"How long are you staying, Boppo?" "Forever." When his daughter, Amy-a gifted doctor, mother, and wife-collapses and dies from an asymptomatic heart condition, Roger Rosenblatt and his wife, Ginny, leave their home on the South Shore of Long Island to move in with their son-in-law, Harris, and their three young grandchildren: six-year-old Jessica, four-year-old Sammy, and one-year-old James, known as Bubbies. Long past the years of diapers, homework, and recitals, Roger and Ginny-Boppo and Mimi to the kids-quickly reaccustom themselves to the world of small children: bedtime stories, talking toys, playdates, nonstop questions, and nonsequential thought. Though reeling from Amy's death they carry on, reconstructing a family, sustaining one another, and guiding three lively, alert, and tender-hearted children through the pains and confusions of grief. As he marvels at the strength of his son-in-law, a surgeon, and the tenacity and skill of his wife, a former kindergarten teacher, Roger attends each day to "the one household duty I have mastered"-preparing the morning toast perfectly to each child's liking. With the wit, heart, precision, and depth of understanding that has characterized his work, Roger Rosenblatt peels back the layers on this most personal of losses to create both a tribute to his late daughter and a testament to familial love. The day Amy died, Harris told Ginny and Roger, "It's impossible." Roger's story tells how a family makes the possible of the impossible.
Acclaimed and beloved prize-winning essayist Roger Rosenblatt has commented on most of the trends and events of our time. His columns in Time magazine and his commentaries on PBS's News Hour with Jim Lehrer have made him a household word and a trusted friend of millions. With a wry sense of humor and inimitable wit, Rosenblatt offers here guidelines for aging that are both easy to understand and, more importantly, easy to implement. More and more in the news today, we are hearing about phenomenal advances in the "fight against aging." But what Rosenblatt suggests to combat age is far more valuable than any scientific breakthrough-he breaks down the hardest part of aging, the mental anguish of growing older with fifty-four gems of funny, brilliant, wise, indispensable advice.A book to savor, a book to keep, and a book for all ages.This little guide is intended for people who wish to age successfully, or at all. . . . One may think of this work as a how-to book, akin to many health guides published these days, whose purpose is to prolong our lives and make them richer. That is the aim of my book, too. -from the IntroductionAnd this is just the start of Roger Rosenblatt's charming and thought-provoking guide to surviving the episodes that shamelessly shave years off of our lives. With a wry sense of humor and peerless wit, Rules for Aging provides guidance that is, hands down, the most practical, pleasurable and, most importantly, painless advice you'll ever receive. As Rosenblatt writes, "When I urge you to refrain from a certain thought or course of action, I do not mean to suggest that you are in any way wrong if you do the opposite. I mean only to say that you will suffer."Rule #1: It doesn't matterWhatever you think matters-doesn't. Follow this rule, and it will add decades to your life. It does not matter if you are late, or early; if you are here, or if you are there; if you said it, or did not say it; if you were clever, or if you were stupid; if you are having a bad hair day, or a no hair day; if your boss looks at you cockeyed; if your girlfriend or boyfriend looks at you cockeyed; if you don't get that promotion, or prize, or house, or if you do. It doesn't matter.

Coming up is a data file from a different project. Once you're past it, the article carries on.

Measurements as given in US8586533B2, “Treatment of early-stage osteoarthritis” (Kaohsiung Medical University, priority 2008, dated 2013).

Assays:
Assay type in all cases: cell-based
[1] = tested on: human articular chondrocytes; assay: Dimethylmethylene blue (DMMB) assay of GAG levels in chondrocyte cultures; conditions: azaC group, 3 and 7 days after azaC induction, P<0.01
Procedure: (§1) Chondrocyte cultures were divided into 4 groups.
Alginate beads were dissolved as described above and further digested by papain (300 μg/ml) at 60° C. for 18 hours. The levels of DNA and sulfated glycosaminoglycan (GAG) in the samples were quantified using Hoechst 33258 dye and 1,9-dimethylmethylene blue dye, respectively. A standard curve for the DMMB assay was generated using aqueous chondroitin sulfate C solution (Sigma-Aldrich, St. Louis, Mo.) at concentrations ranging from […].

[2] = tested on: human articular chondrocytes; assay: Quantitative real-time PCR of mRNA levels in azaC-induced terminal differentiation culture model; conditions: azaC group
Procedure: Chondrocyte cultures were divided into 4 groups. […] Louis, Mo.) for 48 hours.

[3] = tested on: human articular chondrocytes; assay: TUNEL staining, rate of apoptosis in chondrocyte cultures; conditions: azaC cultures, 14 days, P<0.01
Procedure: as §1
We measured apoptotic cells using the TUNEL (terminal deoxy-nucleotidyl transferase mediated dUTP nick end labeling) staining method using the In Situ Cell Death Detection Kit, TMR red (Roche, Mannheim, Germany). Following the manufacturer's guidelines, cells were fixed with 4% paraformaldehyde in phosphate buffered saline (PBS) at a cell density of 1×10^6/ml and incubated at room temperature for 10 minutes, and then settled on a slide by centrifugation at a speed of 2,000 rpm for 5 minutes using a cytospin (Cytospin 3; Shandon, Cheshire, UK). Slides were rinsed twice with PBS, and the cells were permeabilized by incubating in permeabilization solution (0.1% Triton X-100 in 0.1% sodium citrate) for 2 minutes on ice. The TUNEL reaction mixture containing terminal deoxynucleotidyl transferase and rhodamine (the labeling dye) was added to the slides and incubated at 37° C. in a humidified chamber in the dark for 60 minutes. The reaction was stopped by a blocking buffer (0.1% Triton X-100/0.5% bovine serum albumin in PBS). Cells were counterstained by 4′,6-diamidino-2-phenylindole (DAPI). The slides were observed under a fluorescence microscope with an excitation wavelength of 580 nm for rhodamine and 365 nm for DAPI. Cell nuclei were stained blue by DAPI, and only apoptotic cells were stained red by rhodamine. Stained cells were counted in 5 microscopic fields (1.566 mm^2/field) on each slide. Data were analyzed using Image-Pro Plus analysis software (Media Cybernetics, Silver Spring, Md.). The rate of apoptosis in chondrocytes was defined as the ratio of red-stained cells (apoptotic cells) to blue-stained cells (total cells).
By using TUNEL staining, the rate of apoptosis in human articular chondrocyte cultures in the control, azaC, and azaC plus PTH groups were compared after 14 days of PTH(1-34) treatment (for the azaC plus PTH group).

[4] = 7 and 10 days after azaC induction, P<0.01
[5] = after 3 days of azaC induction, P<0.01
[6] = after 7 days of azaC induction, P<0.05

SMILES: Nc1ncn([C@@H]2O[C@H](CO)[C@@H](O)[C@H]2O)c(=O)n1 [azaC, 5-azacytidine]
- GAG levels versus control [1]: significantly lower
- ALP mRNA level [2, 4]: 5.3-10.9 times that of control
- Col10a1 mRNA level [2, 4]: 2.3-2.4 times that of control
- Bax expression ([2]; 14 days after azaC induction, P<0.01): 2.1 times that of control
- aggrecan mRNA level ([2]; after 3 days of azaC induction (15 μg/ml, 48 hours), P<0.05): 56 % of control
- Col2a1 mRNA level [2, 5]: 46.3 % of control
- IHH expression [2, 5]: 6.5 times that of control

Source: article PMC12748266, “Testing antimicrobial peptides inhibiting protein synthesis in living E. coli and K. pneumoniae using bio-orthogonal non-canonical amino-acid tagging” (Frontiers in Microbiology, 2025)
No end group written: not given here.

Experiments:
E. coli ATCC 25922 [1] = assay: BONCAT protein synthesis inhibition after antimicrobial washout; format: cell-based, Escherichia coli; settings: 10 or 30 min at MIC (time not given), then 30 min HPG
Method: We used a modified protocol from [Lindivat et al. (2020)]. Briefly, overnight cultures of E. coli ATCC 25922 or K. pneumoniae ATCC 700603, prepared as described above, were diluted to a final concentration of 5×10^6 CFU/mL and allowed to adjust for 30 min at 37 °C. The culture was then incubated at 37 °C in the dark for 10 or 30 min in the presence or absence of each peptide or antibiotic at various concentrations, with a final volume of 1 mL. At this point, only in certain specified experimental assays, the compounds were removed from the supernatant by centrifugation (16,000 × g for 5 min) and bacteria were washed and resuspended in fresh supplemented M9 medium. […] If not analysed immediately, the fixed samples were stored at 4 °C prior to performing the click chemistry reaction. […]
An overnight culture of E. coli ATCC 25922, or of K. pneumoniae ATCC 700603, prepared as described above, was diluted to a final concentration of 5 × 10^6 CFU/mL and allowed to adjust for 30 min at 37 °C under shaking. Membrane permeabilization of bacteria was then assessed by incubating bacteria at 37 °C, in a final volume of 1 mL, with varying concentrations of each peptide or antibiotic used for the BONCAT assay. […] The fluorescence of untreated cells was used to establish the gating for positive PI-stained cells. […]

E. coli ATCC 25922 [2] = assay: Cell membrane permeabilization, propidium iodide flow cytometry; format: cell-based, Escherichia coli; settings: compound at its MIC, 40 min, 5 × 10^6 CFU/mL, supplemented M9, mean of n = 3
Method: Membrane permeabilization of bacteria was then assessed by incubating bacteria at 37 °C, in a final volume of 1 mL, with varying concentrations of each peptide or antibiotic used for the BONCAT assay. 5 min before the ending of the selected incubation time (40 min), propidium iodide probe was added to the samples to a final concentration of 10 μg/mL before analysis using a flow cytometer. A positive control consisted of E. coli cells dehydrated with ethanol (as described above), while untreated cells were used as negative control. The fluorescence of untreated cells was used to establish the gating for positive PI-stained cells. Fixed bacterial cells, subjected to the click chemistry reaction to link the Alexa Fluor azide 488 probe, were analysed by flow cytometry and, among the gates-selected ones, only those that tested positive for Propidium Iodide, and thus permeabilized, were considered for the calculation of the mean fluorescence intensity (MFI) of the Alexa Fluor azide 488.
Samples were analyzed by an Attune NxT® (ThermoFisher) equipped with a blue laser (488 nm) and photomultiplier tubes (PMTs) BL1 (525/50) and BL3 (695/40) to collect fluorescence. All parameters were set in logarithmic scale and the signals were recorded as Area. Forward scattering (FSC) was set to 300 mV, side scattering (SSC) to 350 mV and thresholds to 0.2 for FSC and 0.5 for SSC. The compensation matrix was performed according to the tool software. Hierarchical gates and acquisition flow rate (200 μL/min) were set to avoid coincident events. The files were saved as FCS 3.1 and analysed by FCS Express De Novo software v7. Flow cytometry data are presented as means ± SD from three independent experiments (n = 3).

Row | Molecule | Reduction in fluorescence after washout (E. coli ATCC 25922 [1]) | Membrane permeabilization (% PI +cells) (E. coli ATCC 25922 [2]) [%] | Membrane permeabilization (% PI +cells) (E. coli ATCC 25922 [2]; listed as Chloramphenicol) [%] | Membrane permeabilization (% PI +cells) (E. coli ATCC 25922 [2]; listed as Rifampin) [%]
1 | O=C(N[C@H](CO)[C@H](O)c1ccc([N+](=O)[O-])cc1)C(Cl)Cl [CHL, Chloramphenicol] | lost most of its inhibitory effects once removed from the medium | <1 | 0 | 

For more than forty years, distinguished author Roger Rosenblatt has also been a teacher of writing, guiding students with the same intelligence and generosity he brings to the page, answering the difficult questions about what makes a story good, an essay shapely, a novel successful, and the most profound and essential question of them all-why write? Unless It Moves the Human Heart details one semester in Rosenblatt's "Writing Everything" class. In a series of funny, intimate conversations, a diverse group of students-from Inur, a young woman whose family is from Pakistan, to Sven, an ex-fighter pilot-grapples with the questions and subjects most important to narrative craft. Delving into their varied lives, Rosenblatt brings readers closer to them, emotionally investing us in their failures and triumphs. More than a how-to for writers and aspiring writers, more than a memoir of teaching, Unless It Moves the Human Heart is a deeply felt and impassioned plea for the necessity of writing in our lives. As Rosenblatt wisely reminds us, "Writing is the cure for the disease of living. Doing it may sometimes feel like an escape from the world, but at its best moments it is an act of rescue."